Eindhoven Airport on streettour

'After today, I look at homeless people with different eyes'

Almost all employees at Eindhoven Airport do volunteer work on a structural basis. This is due to the hours that the employer makes available for this purpose, and to the tangible activities that partner Samen voor Eindhoven offers. The enthusiasm is great and so is the impact. Just take the popular streettour for which many an airport employee signed up. 'After today I really look at homeless people with different eyes.'


'Does anyone know where I can leave these?' Mirjam, a participant in the streettour in a moment and working at Eindhoven Airport, holds up a plastic bag crammed with socks. 'Brand new they are. The leftover from my husband's flopped sock shop.' The playbook for Together for Eindhoven included a request to bring items for the giveaway store of the foundation behind the tour, Experience that Stands. A colleague points to two thick winter coats already laid out for the socially vulnerable people that Ervaring die Staat takes care of.

Varying range of volunteer activities

Commitment to the region and its residents has always been in Eindhoven Airport's DNA. This has taken off since the airport entered into a partnership with Together for Eindhoven in 2019. That assists the airport with advice and organizational strength in the field of corporate volunteering. Since then, socially engaged employees have been served annually with an offer of about 9 activities. Some are one-time, others recurring. Those who wish may contribute 16 hours each year during working hours to activities of their choice. The enthusiasm for this form of volunteer work is great: of the 75 employees, 60 invariably participate in one or more activities.

At the center of the social landscape

That success is partly due to the excellent offerings, says Gijs Vrenken, manager of communications at Eindhoven Airport. 'Every year we sit down with Samen voor Eindhoven to determine the new offer. We choose goals that suit our organization and make sure there is something for everyone. To keep it interesting for regular participants, we also add new activities to the palette.' This would not be possible without Samen voor Eindhoven, says Vrenken: 'They are at the center of the social landscape in the Eindhoven region. They know exactly which organizations are there and - more importantly - what our people could do for them.'

Today's streettour is a real evergreen among charities. 'Actually, this is an activity I don't readily sign up for,' confesses participant Paul. 'I prefer to choose causes that need hands. A visible result at the end of the day gives me satisfaction.' That he is there today anyway is due to the enthusiastic stories of colleagues who preceded him. The tour has yet to start, but his colleague Frédérique already finds the event successful. 'I told my children that I was going to do this tour. Then we had an extensive conversation about homelessness. The fact that I am becoming aware of the situation homeless people are in and that I am igniting my environment with it is already part of the goal, isn't it?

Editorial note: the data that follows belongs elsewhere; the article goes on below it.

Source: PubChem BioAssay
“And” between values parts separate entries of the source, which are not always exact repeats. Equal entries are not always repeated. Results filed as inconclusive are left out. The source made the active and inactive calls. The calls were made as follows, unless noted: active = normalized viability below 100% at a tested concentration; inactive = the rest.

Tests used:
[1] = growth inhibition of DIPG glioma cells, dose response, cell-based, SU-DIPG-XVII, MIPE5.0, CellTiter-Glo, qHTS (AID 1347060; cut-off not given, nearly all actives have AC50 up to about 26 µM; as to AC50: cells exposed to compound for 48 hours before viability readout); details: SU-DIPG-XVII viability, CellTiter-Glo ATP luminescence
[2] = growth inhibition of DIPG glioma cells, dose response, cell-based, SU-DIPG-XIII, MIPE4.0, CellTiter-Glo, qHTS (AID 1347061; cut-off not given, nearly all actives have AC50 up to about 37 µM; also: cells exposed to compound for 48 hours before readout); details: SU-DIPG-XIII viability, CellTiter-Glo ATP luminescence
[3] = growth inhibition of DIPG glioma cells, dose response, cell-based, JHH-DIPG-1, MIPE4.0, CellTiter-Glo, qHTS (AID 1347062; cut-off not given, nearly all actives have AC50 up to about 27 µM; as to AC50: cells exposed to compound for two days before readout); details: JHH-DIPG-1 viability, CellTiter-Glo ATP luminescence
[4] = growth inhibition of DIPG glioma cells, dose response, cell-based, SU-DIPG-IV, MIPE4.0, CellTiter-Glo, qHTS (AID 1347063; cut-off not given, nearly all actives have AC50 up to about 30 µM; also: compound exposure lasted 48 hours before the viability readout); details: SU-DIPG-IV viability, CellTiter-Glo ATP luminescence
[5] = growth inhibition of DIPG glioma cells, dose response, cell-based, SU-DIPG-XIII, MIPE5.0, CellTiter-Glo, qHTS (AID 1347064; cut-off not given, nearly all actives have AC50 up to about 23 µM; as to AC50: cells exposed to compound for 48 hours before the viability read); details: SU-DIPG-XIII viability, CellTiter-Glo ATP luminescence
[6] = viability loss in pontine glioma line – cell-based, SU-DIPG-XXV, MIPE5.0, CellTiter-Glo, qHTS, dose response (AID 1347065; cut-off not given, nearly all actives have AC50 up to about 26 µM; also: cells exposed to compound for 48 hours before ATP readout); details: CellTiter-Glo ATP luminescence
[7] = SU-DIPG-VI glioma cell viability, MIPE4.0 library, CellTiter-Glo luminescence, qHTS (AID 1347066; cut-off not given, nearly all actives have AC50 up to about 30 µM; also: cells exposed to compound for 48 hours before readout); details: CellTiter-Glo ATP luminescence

Win-win situation

Experience State's streettours are run by formerly homeless people. It is one of the forms of day care that the Foundation, among many other services, has to offer former homeless people. It brings them back among people and boosts their self-esteem. Nikkie and Tommy are today's guides. Nikkie was an addict for ten years, he says as he guides the group toward Woensel. He lost his home while in detention. 'Leading street tours is a way for some people to process their past. But I do it for the brisk walk. Otherwise, I'd spend whole days sitting at my computer.' Tommy went through a "rebellious" phase a few years ago. As a result, he lost his home. After he also overreacted in his parents' home, he ended up on the street. Like Nikkie, he got his life back on track with help from Experience that State and other agencies. He wants to use the tour to create understanding for homeless people. "I hope the people I toured won't protest if a shelter ever comes to their neighborhood.

Seed planted

The airport employees hang on their every word and ask plenty of questions. Paul too. 'I'm glad I went,' he observes afterwards. 'After today I really look with different eyes at the homeless people I meet in the city and at the airport. I now understand how someone can get into this situation and what help is out there for them.' Paul says volunteers are needed in his hometown to drive individuals who cannot do it themselves to their doctor's appointments. 'Maybe I'll start doing that, in my spare time. The seed was planted by the volunteer work I had the opportunity to do from Eindhoven Airport: that showed me sides of life I knew little about.'

Help with the practical side

A tip from Vrenken for companies that work with corporate volunteers or want to start doing so: 'Arrange it structurally. The consistency with which we offer high-quality activities has created tremendous willingness with us. It is a lot of work. That's why we also engage Samen voor Eindhoven for the practical side. They make the contact with the social organizations and bring in their need for help cards provide a good program with a clear briefing. We do the recruitment ourselves. But that's not difficult, because colleagues experience corporate volunteering as a real enrichment.'